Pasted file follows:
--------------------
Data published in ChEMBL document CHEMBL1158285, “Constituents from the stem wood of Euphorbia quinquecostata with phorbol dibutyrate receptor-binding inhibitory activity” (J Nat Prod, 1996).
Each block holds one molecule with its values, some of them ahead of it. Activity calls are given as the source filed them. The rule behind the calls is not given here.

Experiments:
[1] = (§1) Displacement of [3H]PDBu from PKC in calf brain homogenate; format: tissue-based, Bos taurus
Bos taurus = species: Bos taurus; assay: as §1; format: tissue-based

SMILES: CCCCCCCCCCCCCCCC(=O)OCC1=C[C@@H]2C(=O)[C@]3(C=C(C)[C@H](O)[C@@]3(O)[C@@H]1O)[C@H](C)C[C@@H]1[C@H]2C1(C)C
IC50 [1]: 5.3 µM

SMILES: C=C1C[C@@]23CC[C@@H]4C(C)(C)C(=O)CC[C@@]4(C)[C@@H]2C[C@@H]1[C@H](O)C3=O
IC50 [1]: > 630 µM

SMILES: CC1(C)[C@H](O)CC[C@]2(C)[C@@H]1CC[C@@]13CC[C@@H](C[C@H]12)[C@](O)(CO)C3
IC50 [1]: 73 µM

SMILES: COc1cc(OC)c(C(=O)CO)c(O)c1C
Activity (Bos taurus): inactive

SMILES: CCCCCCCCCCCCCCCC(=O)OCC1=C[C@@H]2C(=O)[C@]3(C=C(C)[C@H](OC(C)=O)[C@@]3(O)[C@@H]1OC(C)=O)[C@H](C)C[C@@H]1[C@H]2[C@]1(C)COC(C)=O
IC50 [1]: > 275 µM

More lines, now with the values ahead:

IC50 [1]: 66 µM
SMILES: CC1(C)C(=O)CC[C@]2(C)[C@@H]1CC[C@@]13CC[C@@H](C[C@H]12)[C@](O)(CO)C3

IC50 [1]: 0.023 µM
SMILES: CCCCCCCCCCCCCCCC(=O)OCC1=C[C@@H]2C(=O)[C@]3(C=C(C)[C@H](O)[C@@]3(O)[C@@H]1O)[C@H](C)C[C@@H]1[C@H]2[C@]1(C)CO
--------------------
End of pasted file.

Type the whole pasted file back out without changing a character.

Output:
Data published in ChEMBL document CHEMBL1158285, “Constituents from the stem wood of Euphorbia quinquecostata with phorbol dibutyrate receptor-binding inhibitory activity” (J Nat Prod, 1996).
Each block holds one molecule with its values, some of them ahead of it. Activity calls are given as the source filed them. The rule behind the calls is not given here.

Experiments:
[1] = (§1) Displacement of [3H]PDBu from PKC in calf brain homogenate; format: tissue-based, Bos taurus
Bos taurus = species: Bos taurus; assay: as §1; format: tissue-based

SMILES: CCCCCCCCCCCCCCCC(=O)OCC1=C[C@@H]2C(=O)[C@]3(C=C(C)[C@H](O)[C@@]3(O)[C@@H]1O)[C@H](C)C[C@@H]1[C@H]2C1(C)C
IC50 [1]: 5.3 µM

SMILES: C=C1C[C@@]23CC[C@@H]4C(C)(C)C(=O)CC[C@@]4(C)[C@@H]2C[C@@H]1[C@H](O)C3=O
IC50 [1]: > 630 µM

SMILES: CC1(C)[C@H](O)CC[C@]2(C)[C@@H]1CC[C@@]13CC[C@@H](C[C@H]12)[C@](O)(CO)C3
IC50 [1]: 73 µM

SMILES: COc1cc(OC)c(C(=O)CO)c(O)c1C
Activity (Bos taurus): inactive

SMILES: CCCCCCCCCCCCCCCC(=O)OCC1=C[C@@H]2C(=O)[C@]3(C=C(C)[C@H](OC(C)=O)[C@@]3(O)[C@@H]1OC(C)=O)[C@H](C)C[C@@H]1[C@H]2[C@]1(C)COC(C)=O
IC50 [1]: > 275 µM

More lines, now with the values ahead:

IC50 [1]: 66 µM
SMILES: CC1(C)C(=O)CC[C@]2(C)[C@@H]1CC[C@@]13CC[C@@H](C[C@H]12)[C@](O)(CO)C3

IC50 [1]: 0.023 µM
SMILES: CCCCCCCCCCCCCCCC(=O)OCC1=C[C@@H]2C(=O)[C@]3(C=C(C)[C@H](O)[C@@]3(O)[C@@H]1O)[C@H](C)C[C@@H]1[C@H]2[C@]1(C)CO